Montana ranchers face off over dueling dinosaursPosted On: Nov. 7, 2018 11:41 AM CST
Who owns these old bones?
A three-judge panel of the 9th U.S. Circuit Court of Appeals issued a decision on Tuesday reversing a U.S. District Court’s summary judgment in favor of Lige and Mary Ann Murray, owners of a Montana ranch, who brought the action seeking a declaratory judgment that dinosaur fossils found on the ranch belonged to them as owners of the surface estate.
In 2005, prior to the discovery of the fossils, Jerry and Robert Severson, the previous owners of the ranch, sold their surface and one-third of the mineral estate to the Murrays. But the Seversons expressly reserved the remaining two-thirds of the mineral estate, according to the court documents in Mary Ann Murray; Lige M. Murray v. BEJ Minerals LLC; RTWF LLC.
In 2006, an amateur paleontologist uncovered the well-preserved fossils of the “Dueling Dinosaurs” on the ranch, triggering a dispute regarding the true owner of the dinosaur fossils — preserved as engaged in mortal combat — and several other dinosaur fossils, including a nearly intact Tyrannosaurus rex skeleton, one of only 12 ever found.
“These fossils are now quite valuable,” the appellate court said in its ruling.
No kidding. Although the Dueling Dinosaurs have not yet been sold, they were appraised at between $7 million and $9 million, while the Murray T. Rex was sold to a Dutch museum in 2014 for several million dollars — the proceeds of which were held in escrow pending the litigation outcome, according to court documents.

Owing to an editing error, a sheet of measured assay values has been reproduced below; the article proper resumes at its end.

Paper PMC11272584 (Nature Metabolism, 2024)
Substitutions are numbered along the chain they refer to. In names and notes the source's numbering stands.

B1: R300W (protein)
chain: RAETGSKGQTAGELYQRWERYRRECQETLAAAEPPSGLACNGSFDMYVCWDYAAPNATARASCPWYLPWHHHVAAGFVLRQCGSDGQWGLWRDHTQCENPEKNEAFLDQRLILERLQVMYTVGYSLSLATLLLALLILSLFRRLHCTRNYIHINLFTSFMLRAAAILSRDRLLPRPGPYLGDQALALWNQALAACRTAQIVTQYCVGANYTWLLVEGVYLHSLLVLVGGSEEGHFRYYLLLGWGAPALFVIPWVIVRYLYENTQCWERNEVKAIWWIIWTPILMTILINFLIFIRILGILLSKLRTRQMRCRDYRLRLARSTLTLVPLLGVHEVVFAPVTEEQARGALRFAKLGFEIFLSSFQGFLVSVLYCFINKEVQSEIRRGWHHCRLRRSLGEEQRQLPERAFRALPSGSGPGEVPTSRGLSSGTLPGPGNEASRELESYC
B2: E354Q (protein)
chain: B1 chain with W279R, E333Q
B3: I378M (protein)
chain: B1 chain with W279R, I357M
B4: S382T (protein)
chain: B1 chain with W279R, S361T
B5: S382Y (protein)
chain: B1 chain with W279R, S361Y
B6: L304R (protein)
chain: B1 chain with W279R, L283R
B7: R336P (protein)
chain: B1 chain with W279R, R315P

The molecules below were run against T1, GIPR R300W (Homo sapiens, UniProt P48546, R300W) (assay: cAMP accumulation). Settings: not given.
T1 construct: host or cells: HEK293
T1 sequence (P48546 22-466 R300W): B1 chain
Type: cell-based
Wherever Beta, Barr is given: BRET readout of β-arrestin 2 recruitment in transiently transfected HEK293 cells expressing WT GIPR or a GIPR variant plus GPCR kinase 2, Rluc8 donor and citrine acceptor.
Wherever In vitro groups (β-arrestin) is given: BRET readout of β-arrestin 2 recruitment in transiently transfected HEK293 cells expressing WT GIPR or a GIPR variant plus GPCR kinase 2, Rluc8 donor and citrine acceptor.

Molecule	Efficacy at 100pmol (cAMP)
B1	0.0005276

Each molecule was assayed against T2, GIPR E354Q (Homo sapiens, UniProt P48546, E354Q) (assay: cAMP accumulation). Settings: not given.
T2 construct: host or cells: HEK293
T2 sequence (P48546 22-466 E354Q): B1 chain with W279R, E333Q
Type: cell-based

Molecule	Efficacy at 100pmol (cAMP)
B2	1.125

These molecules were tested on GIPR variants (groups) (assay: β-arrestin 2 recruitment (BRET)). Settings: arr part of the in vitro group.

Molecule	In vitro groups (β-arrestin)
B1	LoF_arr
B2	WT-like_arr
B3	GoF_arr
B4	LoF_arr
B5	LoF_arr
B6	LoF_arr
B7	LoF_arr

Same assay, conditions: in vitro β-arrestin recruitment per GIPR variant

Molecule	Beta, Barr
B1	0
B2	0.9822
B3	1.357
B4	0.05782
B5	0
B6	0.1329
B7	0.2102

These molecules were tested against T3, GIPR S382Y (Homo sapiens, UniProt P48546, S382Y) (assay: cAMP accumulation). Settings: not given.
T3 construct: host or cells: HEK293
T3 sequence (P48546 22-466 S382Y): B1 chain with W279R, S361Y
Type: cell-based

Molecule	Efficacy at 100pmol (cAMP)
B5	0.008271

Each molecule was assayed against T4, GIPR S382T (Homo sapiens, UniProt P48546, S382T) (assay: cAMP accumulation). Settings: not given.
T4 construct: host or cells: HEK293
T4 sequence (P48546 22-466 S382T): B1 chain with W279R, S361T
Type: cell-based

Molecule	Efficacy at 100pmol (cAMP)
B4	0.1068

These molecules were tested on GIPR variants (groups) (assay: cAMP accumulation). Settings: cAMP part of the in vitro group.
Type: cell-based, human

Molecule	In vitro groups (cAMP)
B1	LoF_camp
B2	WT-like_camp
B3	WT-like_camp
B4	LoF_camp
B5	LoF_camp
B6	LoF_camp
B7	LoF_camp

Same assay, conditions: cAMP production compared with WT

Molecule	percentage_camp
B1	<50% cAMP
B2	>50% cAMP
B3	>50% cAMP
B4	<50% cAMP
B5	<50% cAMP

The appellate court found that definitions of mineral found in Montana statutes, like dictionary definitions, were contradictory and therefore inconclusive. In addition, the appellate court held that the Montana Supreme Court has generally adopted a legal test for determining whether a particular substance was a mineral in the context of deeds and agreements regarding mineral rights to land and that under this test, the dinosaur fossils, which were rare and exceptional, were minerals pursuant to the terms of the deed and belonged to the owners of the mineral estate.
The appellate court remanded the case to the District Court for further proceedings consistent with its opinion, from which there was one dissenter. Circuit Judge Mary H. Murguia said she would hold that the District Court correctly concluded that dinosaur fossils do not fall within the ordinary and natural meaning of minerals as that term was used in the mineral deed in this case, and would have affirmed the District Court’s grant of summary judgment for the Murrays.
It's a Jurassic world.